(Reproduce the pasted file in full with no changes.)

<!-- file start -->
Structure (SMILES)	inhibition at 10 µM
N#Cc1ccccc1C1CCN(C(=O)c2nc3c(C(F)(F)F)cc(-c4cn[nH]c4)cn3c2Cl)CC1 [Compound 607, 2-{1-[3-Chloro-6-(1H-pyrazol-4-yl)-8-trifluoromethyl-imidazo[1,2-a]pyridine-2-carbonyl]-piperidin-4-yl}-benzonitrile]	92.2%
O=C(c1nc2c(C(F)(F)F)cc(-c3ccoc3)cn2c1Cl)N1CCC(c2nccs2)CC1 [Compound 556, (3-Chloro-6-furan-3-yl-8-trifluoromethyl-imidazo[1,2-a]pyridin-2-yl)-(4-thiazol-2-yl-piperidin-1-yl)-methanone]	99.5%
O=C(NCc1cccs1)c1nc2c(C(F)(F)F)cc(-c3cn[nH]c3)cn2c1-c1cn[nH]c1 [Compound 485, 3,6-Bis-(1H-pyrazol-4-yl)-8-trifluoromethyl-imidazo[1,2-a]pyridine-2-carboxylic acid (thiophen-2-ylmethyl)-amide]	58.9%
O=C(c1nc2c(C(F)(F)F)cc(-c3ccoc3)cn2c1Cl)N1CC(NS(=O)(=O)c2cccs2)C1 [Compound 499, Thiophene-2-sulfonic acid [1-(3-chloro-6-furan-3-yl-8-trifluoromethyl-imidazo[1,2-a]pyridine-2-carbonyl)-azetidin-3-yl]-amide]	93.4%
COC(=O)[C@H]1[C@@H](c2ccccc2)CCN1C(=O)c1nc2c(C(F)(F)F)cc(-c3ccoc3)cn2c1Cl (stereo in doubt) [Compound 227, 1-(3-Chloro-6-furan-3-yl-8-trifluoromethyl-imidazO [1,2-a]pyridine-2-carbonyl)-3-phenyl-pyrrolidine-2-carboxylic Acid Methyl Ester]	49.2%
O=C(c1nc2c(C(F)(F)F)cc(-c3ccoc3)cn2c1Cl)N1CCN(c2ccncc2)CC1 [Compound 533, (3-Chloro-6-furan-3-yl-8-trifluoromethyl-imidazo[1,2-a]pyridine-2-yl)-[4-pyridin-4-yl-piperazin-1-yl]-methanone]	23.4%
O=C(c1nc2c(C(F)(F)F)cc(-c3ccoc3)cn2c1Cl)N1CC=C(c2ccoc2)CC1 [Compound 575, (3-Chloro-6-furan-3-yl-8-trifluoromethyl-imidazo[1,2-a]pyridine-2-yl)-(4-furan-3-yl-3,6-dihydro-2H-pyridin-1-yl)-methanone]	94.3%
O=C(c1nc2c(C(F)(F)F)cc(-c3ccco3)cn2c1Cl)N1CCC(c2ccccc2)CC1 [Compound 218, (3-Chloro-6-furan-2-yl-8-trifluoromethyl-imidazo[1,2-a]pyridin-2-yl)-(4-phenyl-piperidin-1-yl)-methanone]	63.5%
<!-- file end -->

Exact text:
Structure (SMILES)	inhibition at 10 µM
N#Cc1ccccc1C1CCN(C(=O)c2nc3c(C(F)(F)F)cc(-c4cn[nH]c4)cn3c2Cl)CC1 [Compound 607, 2-{1-[3-Chloro-6-(1H-pyrazol-4-yl)-8-trifluoromethyl-imidazo[1,2-a]pyridine-2-carbonyl]-piperidin-4-yl}-benzonitrile]	92.2%
O=C(c1nc2c(C(F)(F)F)cc(-c3ccoc3)cn2c1Cl)N1CCC(c2nccs2)CC1 [Compound 556, (3-Chloro-6-furan-3-yl-8-trifluoromethyl-imidazo[1,2-a]pyridin-2-yl)-(4-thiazol-2-yl-piperidin-1-yl)-methanone]	99.5%
O=C(NCc1cccs1)c1nc2c(C(F)(F)F)cc(-c3cn[nH]c3)cn2c1-c1cn[nH]c1 [Compound 485, 3,6-Bis-(1H-pyrazol-4-yl)-8-trifluoromethyl-imidazo[1,2-a]pyridine-2-carboxylic acid (thiophen-2-ylmethyl)-amide]	58.9%
O=C(c1nc2c(C(F)(F)F)cc(-c3ccoc3)cn2c1Cl)N1CC(NS(=O)(=O)c2cccs2)C1 [Compound 499, Thiophene-2-sulfonic acid [1-(3-chloro-6-furan-3-yl-8-trifluoromethyl-imidazo[1,2-a]pyridine-2-carbonyl)-azetidin-3-yl]-amide]	93.4%
COC(=O)[C@H]1[C@@H](c2ccccc2)CCN1C(=O)c1nc2c(C(F)(F)F)cc(-c3ccoc3)cn2c1Cl (stereo in doubt) [Compound 227, 1-(3-Chloro-6-furan-3-yl-8-trifluoromethyl-imidazO [1,2-a]pyridine-2-carbonyl)-3-phenyl-pyrrolidine-2-carboxylic Acid Methyl Ester]	49.2%
O=C(c1nc2c(C(F)(F)F)cc(-c3ccoc3)cn2c1Cl)N1CCN(c2ccncc2)CC1 [Compound 533, (3-Chloro-6-furan-3-yl-8-trifluoromethyl-imidazo[1,2-a]pyridine-2-yl)-[4-pyridin-4-yl-piperazin-1-yl]-methanone]	23.4%
O=C(c1nc2c(C(F)(F)F)cc(-c3ccoc3)cn2c1Cl)N1CC=C(c2ccoc2)CC1 [Compound 575, (3-Chloro-6-furan-3-yl-8-trifluoromethyl-imidazo[1,2-a]pyridine-2-yl)-(4-furan-3-yl-3,6-dihydro-2H-pyridin-1-yl)-methanone]	94.3%
O=C(c1nc2c(C(F)(F)F)cc(-c3ccco3)cn2c1Cl)N1CCC(c2ccccc2)CC1 [Compound 218, (3-Chloro-6-furan-2-yl-8-trifluoromethyl-imidazo[1,2-a]pyridin-2-yl)-(4-phenyl-piperidin-1-yl)-methanone]	63.5%